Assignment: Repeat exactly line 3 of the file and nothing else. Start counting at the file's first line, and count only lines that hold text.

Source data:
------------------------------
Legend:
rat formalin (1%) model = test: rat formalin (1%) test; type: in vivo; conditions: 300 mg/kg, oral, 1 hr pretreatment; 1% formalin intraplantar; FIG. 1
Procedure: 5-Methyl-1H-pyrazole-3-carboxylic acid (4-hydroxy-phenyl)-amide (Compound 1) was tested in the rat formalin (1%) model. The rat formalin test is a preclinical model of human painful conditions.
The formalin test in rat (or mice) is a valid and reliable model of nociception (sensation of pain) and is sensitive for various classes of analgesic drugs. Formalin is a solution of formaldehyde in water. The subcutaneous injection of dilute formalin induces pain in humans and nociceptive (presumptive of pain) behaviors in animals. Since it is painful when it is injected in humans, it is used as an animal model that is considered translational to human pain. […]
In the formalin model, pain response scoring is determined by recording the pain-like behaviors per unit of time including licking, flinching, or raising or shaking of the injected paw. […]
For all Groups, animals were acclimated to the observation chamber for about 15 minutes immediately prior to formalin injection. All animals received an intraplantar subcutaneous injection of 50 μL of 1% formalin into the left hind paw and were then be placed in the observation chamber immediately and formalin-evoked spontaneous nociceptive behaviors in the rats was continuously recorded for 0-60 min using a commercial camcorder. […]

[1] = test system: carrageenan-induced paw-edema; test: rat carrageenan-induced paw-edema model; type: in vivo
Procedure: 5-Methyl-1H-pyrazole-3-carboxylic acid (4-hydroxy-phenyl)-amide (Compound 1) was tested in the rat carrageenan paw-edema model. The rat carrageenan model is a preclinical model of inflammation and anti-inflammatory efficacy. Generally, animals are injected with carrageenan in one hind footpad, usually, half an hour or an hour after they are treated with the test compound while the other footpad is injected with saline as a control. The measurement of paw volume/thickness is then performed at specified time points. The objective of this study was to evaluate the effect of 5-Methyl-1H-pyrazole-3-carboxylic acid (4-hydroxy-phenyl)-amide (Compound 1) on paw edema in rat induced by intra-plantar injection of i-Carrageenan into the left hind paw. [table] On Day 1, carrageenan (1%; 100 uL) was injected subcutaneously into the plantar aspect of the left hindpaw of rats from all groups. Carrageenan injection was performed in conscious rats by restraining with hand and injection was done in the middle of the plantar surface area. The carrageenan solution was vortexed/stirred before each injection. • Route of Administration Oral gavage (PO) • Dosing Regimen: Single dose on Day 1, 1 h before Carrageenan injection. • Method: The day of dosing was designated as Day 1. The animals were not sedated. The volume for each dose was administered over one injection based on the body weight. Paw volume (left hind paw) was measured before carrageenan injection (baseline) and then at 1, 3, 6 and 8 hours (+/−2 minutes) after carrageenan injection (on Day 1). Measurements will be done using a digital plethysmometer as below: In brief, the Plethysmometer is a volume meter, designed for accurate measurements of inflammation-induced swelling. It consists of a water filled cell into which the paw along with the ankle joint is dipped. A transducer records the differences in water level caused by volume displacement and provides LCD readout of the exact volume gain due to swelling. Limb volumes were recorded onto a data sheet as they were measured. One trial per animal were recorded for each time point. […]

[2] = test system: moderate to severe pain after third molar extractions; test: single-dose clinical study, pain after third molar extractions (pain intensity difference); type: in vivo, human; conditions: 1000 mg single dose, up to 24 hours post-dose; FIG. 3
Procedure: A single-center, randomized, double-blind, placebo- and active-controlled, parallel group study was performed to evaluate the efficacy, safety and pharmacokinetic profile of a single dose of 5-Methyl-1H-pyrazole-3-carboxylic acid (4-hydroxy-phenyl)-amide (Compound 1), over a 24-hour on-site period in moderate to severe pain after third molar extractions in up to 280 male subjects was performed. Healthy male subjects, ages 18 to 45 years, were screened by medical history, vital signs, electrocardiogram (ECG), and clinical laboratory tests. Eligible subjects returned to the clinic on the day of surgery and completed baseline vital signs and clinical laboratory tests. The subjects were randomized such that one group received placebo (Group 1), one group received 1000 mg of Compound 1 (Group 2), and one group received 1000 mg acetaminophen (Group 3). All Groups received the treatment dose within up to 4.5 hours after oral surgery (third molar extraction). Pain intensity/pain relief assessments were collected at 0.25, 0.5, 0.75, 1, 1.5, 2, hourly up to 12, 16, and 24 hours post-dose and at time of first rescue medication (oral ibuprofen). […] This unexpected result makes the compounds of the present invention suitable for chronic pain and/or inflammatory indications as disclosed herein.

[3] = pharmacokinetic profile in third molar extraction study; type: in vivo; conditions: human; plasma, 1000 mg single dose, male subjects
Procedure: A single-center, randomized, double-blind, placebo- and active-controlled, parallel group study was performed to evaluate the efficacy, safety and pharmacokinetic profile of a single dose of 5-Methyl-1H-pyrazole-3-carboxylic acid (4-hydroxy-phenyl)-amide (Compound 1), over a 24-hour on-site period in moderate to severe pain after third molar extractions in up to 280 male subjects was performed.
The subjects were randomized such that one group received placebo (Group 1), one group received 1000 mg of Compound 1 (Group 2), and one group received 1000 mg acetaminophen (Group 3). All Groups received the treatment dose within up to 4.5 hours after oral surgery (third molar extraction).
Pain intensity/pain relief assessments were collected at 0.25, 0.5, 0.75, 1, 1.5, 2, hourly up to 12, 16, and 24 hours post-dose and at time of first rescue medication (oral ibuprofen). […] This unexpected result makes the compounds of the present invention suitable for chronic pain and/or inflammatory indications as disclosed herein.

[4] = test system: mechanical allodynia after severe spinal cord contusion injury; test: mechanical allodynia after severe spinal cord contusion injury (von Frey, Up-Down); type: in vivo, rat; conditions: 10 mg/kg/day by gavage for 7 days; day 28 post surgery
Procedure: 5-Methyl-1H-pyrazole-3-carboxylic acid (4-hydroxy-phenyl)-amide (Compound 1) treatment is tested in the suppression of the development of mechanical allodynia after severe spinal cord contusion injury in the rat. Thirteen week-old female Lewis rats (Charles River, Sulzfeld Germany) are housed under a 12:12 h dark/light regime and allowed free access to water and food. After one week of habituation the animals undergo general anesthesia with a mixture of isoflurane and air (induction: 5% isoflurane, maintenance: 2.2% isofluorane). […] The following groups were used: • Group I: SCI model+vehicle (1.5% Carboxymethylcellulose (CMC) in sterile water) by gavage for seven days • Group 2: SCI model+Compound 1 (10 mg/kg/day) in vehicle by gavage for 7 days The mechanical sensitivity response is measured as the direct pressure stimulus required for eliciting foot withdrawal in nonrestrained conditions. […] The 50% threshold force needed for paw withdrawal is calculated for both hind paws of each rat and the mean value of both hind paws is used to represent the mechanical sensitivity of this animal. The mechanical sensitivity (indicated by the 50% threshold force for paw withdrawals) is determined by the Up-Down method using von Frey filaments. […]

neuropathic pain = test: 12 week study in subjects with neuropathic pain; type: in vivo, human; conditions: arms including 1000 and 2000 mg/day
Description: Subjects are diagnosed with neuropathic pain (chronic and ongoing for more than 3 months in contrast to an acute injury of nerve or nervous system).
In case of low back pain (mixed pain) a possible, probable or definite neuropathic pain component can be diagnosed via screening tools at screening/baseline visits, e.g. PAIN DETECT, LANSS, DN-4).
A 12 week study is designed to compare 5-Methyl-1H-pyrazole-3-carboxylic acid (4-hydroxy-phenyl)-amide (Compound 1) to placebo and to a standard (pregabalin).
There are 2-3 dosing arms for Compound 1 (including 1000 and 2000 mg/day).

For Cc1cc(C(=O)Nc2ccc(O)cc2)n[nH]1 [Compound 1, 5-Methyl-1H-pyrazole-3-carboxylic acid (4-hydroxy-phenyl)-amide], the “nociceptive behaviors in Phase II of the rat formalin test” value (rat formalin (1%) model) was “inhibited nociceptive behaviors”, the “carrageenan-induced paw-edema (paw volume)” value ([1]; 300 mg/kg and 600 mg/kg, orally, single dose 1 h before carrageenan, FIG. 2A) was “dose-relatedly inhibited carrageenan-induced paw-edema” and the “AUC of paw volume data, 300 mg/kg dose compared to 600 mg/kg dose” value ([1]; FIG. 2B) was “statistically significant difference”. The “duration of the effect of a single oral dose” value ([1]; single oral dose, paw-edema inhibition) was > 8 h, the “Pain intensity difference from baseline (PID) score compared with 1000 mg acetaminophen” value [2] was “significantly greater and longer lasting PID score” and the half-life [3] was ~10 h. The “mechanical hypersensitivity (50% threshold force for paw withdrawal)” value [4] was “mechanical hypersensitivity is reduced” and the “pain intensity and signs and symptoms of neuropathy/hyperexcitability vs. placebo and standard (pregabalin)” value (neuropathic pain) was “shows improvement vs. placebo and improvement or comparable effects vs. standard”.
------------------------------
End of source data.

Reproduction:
Procedure: 5-Methyl-1H-pyrazole-3-carboxylic acid (4-hydroxy-phenyl)-amide (Compound 1) was tested in the rat formalin (1%) model. The rat formalin test is a preclinical model of human painful conditions.